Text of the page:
Freemasons, World Order, and Mind Wars: The Great Reality of Memphis-Misraim Masonry

Freemasons, World Order, and Mind Wars: The Great Reality of Memphis-Misraim Masonry

Freemasons, World Order, and Mind Wars: The Great Reality of Memphis-Misraim Masonry

Freemasons, World Order, and Mind Wars: The Great Reality of Memphis-Misraim Masonry

Synopsis

Many have speculated on the role played by Freemasons in launching the French and American Revolutions, and in today's Bohemian Grove and other secretive forums where world events seem to be shaped.This book presents the history of Freemasonry in a philosophically rigorous and eloquent way and proposes a new philosophically significant and historically meaningful Freemasonic path. Along the way, the author casts light on important, little understood aspects of world history, presenting an enlightening narrative of world events.Dr. Nicolas Laos is the Founder and President of the autonomous, international Freemasonic and scholarly fraternity United Traditionalist Grand Sanctuaries of the Ancient and Primitive Rite Memphis-Misraim. He names many of the prominent men who have been members over the centuries, and provides a history of Freemasonry, and discusses how the movement spread, how it relates to religion, international affairs and world history, and the symbolism used.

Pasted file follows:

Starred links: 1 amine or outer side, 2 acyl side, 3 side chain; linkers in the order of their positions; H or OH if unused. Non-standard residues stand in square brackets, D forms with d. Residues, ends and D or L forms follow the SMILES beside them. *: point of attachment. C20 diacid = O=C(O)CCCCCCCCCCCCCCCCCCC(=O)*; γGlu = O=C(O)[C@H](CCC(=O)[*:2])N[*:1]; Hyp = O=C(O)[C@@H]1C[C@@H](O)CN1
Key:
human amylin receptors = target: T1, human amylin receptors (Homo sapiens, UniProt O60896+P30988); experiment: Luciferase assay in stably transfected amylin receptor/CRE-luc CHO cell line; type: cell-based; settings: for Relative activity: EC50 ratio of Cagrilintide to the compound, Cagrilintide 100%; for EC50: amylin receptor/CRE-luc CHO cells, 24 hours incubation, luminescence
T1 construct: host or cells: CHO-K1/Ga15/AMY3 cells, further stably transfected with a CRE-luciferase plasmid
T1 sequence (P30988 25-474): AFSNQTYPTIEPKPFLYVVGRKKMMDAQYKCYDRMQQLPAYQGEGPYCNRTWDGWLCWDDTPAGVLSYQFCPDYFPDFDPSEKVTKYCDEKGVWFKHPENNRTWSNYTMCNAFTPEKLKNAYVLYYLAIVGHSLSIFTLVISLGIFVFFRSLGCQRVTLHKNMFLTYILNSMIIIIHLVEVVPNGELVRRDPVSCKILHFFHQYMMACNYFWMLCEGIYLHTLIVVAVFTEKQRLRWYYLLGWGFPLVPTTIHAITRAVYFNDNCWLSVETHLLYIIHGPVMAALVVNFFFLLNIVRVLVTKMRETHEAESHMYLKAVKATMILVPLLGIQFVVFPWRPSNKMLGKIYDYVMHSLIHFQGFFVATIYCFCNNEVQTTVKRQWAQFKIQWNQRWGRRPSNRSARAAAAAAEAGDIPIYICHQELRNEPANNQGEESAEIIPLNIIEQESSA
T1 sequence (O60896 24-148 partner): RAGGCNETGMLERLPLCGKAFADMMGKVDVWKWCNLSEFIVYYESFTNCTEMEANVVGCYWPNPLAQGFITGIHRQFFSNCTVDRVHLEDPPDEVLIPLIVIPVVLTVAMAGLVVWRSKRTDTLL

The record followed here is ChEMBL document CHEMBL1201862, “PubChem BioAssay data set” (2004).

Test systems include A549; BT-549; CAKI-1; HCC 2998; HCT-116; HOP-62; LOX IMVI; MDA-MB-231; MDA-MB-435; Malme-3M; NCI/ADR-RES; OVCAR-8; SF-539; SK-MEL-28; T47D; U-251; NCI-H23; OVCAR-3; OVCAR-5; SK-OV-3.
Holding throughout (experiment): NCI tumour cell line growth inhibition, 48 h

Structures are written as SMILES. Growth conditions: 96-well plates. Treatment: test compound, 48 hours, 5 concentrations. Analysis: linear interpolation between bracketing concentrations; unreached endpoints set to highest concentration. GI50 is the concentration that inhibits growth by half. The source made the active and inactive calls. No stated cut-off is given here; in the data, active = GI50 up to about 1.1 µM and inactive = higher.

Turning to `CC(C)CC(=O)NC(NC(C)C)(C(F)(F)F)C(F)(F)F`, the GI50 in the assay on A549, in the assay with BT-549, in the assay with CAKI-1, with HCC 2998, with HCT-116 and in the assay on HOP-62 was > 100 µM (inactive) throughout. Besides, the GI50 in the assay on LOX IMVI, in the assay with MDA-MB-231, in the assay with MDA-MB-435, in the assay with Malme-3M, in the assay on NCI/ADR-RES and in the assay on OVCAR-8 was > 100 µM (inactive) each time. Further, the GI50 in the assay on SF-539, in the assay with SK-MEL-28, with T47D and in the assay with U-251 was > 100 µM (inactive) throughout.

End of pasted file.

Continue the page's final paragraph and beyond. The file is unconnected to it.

Excerpt

”… I have become all things to all men,
that I may by all means save some …”

1 Corinthians 9:22

A. Esotericism

The term ‘esotericism’ is controversial and is often confused with the colloquial adjectival sense of something that is obscure and technical or that pertains to the minutiae of a particular area of common knowledge. the term esotericism derives from the Greek root ‘eso’, which means inner. Plato, in his dialogue Alcibiades, uses the expression “ta eso”, meaning the inner things, and, in his dialogue Theaetetus, he uses the expression “ta exo”, meaning “the outside things”. the Greek adjective ‘esoterikos’ (esoteric) was coined by the rhetorician and satirist Lucian of Samosata (second century AD) in his book The Auction of Lives (paragraph 26). the term ‘esoteric’ first appeared in English in Thomas Stanley’s History of Philosophy, which was published in 1701. Thomas Stanley used the term esoteric in order to describe the mystery-school of Pythagoras, since the Pythagoreans were divided into the exoteric circle (under training) and the esoteric circle (admitted into the ‘inner’ circle). the corresponding noun ‘esotericism’ was coined by the French philosopher and historian Jacques Matter in his book Histoire Critique Du Gnosticisme (1828), and it was popularized by the nineteenth century French occult author and ceremonial magician Eliphas Lévi (born Alphonse Louis Constant).

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